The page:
Head on over to your .../intro folder to examine your output. You should see 4 midi files each with 2 bars of materials. At this point, I like to listen to each one. You'll notice that some are far more active then others. I tend to take the most active line and tag it as the melody in my DAW. I'll then take the second most active line with the widest range, transpose it down 2 octaves, and tag it as the bass. Lastly, I will label the least active lines as harmony and decide if they need any transposition. If too many of the lines are occupying the same pitch space, consider transposing them 4 or 7 half steps to create a triad. If your melody is still not standing on it's own, you may want to transpose it up an octave. Once you have a 4 voice intro you like, we can proceed to the next section. For fun, here's an example of the intro I just assembled while writing this article. Let's proceed generating the material for the remain sections in a similar fashion.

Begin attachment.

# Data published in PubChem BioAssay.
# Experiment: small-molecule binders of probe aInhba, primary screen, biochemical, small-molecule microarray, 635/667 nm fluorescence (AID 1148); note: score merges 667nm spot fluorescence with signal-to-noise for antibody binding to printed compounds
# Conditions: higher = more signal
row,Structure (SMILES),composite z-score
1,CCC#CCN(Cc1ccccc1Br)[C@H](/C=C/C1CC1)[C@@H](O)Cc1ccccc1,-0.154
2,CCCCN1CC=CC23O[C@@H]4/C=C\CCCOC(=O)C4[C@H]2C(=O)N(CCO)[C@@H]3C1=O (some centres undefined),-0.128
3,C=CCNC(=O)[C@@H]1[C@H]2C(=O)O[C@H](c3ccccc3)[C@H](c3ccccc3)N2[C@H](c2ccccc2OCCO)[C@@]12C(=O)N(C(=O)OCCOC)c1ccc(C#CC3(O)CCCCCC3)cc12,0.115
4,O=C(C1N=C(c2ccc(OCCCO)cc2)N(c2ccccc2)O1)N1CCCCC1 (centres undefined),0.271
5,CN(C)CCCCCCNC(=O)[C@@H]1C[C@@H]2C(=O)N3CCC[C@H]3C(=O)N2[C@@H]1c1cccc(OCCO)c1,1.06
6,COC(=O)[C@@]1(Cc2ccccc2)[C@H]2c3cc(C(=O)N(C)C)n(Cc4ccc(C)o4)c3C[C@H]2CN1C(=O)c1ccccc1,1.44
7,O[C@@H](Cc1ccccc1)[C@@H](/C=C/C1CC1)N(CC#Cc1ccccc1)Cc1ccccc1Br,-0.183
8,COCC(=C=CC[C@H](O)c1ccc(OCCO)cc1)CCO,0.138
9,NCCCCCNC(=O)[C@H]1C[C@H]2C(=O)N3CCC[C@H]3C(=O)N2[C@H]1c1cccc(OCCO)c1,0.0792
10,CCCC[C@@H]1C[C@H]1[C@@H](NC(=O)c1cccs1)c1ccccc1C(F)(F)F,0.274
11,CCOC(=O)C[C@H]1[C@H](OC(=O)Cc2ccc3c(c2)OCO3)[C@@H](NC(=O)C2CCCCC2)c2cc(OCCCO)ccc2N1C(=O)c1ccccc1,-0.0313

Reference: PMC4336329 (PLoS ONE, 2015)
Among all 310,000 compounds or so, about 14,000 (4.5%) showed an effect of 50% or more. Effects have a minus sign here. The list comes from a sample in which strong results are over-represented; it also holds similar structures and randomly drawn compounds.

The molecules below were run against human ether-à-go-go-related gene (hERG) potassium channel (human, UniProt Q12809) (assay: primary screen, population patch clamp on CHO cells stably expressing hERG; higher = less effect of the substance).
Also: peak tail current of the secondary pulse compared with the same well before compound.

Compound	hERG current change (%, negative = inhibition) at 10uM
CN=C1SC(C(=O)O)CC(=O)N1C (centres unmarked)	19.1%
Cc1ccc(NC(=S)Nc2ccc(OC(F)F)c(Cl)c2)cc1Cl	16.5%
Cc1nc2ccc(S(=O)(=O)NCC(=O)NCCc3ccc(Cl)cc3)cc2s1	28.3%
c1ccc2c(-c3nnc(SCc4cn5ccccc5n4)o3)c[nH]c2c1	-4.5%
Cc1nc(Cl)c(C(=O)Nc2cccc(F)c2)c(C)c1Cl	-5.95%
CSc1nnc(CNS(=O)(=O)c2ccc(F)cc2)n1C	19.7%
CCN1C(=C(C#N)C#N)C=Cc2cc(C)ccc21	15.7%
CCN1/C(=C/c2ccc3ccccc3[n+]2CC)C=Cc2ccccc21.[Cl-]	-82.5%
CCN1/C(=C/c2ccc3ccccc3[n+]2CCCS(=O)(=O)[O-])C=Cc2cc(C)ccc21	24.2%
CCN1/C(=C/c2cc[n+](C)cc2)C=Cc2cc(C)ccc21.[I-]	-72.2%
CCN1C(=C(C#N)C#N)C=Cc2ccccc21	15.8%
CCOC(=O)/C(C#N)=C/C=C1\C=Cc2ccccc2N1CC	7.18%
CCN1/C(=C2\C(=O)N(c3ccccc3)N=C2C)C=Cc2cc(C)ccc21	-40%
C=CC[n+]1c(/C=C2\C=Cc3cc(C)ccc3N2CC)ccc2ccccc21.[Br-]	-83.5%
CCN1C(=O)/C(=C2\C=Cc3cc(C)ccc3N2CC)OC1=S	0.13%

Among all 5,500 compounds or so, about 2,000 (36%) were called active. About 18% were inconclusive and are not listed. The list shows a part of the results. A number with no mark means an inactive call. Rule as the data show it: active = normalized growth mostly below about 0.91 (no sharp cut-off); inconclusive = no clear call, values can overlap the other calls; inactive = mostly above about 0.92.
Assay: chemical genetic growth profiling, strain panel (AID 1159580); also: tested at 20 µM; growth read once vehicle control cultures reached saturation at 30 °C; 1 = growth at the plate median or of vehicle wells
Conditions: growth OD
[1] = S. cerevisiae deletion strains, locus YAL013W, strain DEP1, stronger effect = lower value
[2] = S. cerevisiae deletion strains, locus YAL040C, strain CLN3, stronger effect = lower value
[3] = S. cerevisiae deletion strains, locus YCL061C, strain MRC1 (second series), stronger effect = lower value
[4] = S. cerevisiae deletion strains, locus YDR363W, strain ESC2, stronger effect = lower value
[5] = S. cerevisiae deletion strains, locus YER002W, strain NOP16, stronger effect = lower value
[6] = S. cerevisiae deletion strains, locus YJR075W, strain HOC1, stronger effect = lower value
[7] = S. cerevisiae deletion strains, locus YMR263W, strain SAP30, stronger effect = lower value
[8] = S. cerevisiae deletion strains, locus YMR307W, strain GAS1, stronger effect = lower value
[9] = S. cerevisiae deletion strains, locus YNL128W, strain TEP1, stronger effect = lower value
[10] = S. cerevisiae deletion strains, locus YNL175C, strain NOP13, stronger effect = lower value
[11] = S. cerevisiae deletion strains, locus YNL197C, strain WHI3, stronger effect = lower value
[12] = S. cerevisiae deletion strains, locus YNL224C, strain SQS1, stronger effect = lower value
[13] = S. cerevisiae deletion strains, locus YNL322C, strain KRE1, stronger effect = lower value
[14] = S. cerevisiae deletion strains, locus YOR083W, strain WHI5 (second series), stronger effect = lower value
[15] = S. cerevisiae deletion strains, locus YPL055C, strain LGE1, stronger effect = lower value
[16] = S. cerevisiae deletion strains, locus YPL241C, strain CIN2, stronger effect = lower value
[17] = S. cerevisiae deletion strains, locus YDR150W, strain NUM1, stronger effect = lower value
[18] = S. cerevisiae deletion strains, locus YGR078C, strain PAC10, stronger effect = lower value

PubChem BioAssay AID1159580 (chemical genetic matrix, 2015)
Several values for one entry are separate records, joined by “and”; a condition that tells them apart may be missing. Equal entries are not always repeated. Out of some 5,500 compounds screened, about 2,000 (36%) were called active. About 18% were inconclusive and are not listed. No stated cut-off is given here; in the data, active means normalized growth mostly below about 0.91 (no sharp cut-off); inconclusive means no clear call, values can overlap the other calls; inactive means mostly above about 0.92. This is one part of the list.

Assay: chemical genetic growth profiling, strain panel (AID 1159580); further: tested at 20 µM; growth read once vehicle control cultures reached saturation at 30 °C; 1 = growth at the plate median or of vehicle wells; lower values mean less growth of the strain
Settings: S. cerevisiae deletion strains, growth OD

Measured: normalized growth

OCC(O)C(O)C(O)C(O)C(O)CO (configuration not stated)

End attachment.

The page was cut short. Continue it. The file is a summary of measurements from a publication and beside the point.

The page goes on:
Chorus - 4 bars - 4 voices
melody_rnn_generate \
--config=lookback_rnn \
--bundle_file=/magenta-models/lookback_rnn.mag \
--output_dir=/magenta-data/lookback_rnn/chorus \
--num_outputs=4 \
--num_steps=64 \

Bridge - 8 bars - 4 voices
melody_rnn_generate \
--config=lookback_rnn \
--bundle_file=/magenta-models/lookback_rnn.mag \
--output_dir=/magenta-data/lookback_rnn/bridge \
--num_outputs=4 \
--num_steps=128 \

Outro - 2 bars - 4 voices
melody_rnn_generate \
--config=lookback_rnn \
--bundle_file=/magenta-models/lookback_rnn.mag \
--output_dir=/magenta-data/lookback_rnn/outro \
--num_outputs=4 \
--num_steps=32 \

Assembling Your Song
Now that we have all of our materials generated we can begin assembling our song.

Now that we have all of our materials generated we can begin assembling our song.

Step 1: Adjust the Voices of Each section
Just as we stepped through our materials for the intro to tag and transpose each voice to more closely resemble a typical four part ensemble, we need to do the same for each of our remaining sections.

Step 2: Organize and Assemble
Now that you have your materials you simply must lay them out in the song format structure.

Step 3: Tweak and Share!
You may have finished assembling your song and you think it's still missing something. Now's your chance to modify the materials you've assembled, adding or subtracting instruments, adding percussion, adjusting voices, etc. This is the fun part. Here's an example of a finished track that I've made following this guide.

Timothy Vallier
Magenta 101 Vol 0